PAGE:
In Seattle, a few thousand people marched to commemorate Martin Luther King, with formal speeches planned in a rally format. The plan however was interrupted by a few hundred people from Black Lives Matter who led a segment of the march to act and speak out against gentrification. For a few hours they shut down Ike’s Pot Shop (with locks on the doors) that they argued represents gentrification in the neighborhood. For the hours the shop was closed speakers addressed the history of gentrification, what could be done about it, police violence and the growing movement for Black Lives. Evana Enabulele, a participant in the actions commented, “It is symbolic. The theme for this action was gentrification. It is ironic that we are marching blocks away yet the black community is being pushed out. Honoring MLK’S dream is to keep the fight going whether it’s gentrification to food justice.”

Black Lives Matter is an interruption into a long silent society. It is an interruption intended to make everyone uncomfortable. And at the same time, it is an interruption that is organized based in love, care, trust and community. It is forcing society to stop – and doing so with an internal politics striving to manifest alternatives.

Alicia Garza, one of the three women co-founders of Black Lives Matter puts forward, “Black Lives Matter is an ideological and political intervention in a world where Black lives are systematically and intentionally targeted for demise. It is an affirmation of Black folks’ contributions to this society, our humanity, and our resilience in the face of deadly oppression.”

The second part of this statement is as important as the first. Black Lives Matter is an interruption and a forcing of society to stop business as usual – think of the now global image of thousands everywhere putting their hands up, as Michael Brown in Ferguson Missouri did right before the police shot him – with the statement “hands up don’t shoot.” Black Lives Matter is this gesture, the putting up of our hands, but not in resignation, not as a plea, it is with power, it is as a stopping of things as they are – and in that same space of refusing, it is opening different relational forms, ones based in care and love.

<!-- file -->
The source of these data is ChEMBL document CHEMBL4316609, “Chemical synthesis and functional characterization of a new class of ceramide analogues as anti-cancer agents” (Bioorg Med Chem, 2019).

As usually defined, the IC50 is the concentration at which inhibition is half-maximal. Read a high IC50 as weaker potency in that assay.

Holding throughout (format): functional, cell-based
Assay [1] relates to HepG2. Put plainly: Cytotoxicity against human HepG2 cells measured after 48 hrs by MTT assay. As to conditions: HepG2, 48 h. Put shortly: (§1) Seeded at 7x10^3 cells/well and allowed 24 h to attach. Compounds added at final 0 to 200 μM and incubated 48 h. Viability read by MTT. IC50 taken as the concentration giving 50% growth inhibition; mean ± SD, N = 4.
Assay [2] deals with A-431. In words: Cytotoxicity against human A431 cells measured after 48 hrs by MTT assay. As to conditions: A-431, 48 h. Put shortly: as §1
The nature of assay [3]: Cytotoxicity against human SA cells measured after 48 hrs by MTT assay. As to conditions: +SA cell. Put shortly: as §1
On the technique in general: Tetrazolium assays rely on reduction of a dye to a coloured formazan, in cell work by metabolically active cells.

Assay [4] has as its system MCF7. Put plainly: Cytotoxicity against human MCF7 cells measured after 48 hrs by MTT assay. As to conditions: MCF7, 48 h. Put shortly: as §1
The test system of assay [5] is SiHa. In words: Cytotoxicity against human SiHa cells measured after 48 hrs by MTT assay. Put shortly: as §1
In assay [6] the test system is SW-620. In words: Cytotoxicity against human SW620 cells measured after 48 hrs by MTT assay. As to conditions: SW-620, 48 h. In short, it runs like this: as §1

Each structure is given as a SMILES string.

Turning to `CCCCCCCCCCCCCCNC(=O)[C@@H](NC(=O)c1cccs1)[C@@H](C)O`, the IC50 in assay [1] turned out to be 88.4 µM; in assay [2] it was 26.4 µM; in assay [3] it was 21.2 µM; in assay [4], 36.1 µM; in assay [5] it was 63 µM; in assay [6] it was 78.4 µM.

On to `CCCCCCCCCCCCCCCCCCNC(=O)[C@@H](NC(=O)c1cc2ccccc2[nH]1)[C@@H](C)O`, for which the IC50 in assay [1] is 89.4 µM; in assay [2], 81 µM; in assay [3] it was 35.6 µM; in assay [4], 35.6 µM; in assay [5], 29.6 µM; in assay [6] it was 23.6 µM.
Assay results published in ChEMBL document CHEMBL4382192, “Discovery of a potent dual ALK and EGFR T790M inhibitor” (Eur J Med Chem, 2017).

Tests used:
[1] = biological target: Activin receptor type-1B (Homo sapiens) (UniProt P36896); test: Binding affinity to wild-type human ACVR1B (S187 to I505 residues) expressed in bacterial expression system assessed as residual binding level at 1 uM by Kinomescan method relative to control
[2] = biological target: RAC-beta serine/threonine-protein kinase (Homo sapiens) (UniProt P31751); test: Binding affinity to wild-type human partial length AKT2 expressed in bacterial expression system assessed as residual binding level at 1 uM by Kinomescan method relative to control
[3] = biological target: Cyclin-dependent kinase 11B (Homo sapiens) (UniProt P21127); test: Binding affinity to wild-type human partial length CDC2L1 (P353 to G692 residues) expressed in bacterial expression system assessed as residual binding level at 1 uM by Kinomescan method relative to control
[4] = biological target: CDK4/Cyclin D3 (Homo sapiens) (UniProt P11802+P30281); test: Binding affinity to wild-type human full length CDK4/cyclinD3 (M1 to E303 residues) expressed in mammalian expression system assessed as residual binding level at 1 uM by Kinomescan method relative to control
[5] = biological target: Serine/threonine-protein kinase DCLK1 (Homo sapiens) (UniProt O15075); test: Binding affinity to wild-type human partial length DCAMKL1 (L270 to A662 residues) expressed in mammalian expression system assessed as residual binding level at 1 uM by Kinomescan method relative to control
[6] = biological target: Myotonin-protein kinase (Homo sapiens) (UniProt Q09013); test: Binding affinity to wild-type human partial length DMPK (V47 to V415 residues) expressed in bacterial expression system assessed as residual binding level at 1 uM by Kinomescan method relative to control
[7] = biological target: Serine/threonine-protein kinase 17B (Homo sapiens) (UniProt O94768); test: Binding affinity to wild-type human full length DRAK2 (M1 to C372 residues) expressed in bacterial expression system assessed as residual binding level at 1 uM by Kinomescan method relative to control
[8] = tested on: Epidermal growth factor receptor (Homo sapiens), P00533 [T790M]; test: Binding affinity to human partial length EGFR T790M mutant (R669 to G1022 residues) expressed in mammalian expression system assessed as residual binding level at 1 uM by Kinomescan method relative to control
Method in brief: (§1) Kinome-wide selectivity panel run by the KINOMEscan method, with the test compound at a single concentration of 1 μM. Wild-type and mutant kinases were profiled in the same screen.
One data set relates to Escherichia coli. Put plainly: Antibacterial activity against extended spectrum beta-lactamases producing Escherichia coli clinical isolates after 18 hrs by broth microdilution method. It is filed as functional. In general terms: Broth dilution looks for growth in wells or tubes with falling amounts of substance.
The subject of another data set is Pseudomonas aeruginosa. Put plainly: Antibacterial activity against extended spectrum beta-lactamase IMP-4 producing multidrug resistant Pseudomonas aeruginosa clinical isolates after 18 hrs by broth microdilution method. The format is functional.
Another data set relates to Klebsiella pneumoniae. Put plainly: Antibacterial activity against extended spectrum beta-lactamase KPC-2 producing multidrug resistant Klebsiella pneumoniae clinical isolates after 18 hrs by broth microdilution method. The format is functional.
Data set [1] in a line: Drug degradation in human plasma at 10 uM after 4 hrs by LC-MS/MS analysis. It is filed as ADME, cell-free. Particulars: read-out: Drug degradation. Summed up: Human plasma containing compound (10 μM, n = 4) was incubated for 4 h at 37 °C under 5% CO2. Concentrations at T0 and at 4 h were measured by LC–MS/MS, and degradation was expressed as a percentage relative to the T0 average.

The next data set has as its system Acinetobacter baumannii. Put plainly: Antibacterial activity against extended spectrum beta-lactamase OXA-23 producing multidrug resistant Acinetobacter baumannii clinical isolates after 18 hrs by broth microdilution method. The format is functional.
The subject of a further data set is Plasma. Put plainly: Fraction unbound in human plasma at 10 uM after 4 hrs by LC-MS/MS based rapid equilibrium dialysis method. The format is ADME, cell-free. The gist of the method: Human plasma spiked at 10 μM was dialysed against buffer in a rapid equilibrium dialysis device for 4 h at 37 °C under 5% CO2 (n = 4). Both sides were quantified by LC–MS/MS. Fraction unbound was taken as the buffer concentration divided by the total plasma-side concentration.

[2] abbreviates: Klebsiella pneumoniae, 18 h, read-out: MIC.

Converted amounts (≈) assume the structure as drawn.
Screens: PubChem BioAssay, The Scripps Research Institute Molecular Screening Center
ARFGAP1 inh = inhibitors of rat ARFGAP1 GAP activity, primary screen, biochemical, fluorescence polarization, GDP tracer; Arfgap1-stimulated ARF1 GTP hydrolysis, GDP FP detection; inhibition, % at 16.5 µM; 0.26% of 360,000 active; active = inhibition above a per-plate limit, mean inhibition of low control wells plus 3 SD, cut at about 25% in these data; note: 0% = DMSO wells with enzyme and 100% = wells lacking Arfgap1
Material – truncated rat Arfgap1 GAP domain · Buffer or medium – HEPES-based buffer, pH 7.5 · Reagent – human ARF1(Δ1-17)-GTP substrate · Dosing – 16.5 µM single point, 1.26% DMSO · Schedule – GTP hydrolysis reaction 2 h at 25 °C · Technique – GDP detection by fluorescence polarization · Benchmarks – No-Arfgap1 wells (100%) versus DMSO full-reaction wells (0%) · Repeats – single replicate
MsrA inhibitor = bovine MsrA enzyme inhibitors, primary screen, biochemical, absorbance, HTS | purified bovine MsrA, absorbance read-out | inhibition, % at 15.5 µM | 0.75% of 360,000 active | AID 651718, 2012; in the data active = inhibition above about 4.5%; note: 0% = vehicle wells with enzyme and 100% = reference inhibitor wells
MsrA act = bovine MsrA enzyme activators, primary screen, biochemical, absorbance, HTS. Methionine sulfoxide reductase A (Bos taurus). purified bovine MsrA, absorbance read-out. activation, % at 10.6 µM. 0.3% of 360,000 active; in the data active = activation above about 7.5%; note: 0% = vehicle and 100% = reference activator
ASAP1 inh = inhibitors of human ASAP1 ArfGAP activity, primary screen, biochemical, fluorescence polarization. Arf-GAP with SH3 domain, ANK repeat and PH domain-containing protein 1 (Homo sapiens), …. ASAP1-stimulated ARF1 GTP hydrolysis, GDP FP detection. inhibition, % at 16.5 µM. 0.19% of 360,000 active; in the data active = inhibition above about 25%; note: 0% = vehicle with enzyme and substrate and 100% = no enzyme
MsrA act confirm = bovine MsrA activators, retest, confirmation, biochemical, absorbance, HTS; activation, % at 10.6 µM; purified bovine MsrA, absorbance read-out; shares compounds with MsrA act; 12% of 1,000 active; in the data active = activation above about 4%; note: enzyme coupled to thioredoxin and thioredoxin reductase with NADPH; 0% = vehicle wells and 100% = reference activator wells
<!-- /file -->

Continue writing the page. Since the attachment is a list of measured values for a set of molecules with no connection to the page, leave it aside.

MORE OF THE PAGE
The movement began yes, with the hashtag, Black Lives Matter, suggested by co-founder Patrisse Cullors, but also with a lesser known “love letter to black folks,” penned by Alicia Garza, one of the other movement’s co-founders. She ends the letter with the words, “Black people. I love you. I love us. Our lives matter.”

The ways in which the movement organizes in different locations has this care and love in common. It is organized without hierarchy, striving to create power together, most often led by women, and with the intention of developing space for all to be leaders. Care and trust are paramount, as is love. Harkening elements of the Southern Non Violent Coordinating Committee’s practice of participatory and direct democracy, with the direct action, striving for a Beloved Community.

Feelings are central to all movements – we, as society however, are unaccustomed to talking about these feelings – whether feelings of rage and fear or love and trust. Black Lives Matter brings feelings to the fore – making us see and feel with the movement. It is a movement that interrupts business as usual, and our collective preconceived ideas of what it means to build a movement and be a society in movement.


Marina Sitrin is a writer, lawyer, teacher, organizer, militant and dreamer. She is the editor of Horizontalism: Voices of Popular Power in Argentina (2006) AK Press, Edinburgh & Oakland, CA; Spanish edition, Horizontalidad: Voces de Poder Popular en Argentina (2005) Chilavert, Buenos Aires; Greek edition, οριζοντιότητα: φωνές λαϊκής εξουσίας στην αργεντινη (2011) SKYA, Athens. She is the author of Everyday Revolutions: Horizontalism & Autonomy in Argentina (2012) Zed Books. Together with Dario Azzellini,they have co-authored They Can’t Represent US! Reinventing Democracy From Greece to Occupy (2014) Verso Books and Occupying Language: The Secret Rendezvous with History and the Present (2012) Zucotti Park Press.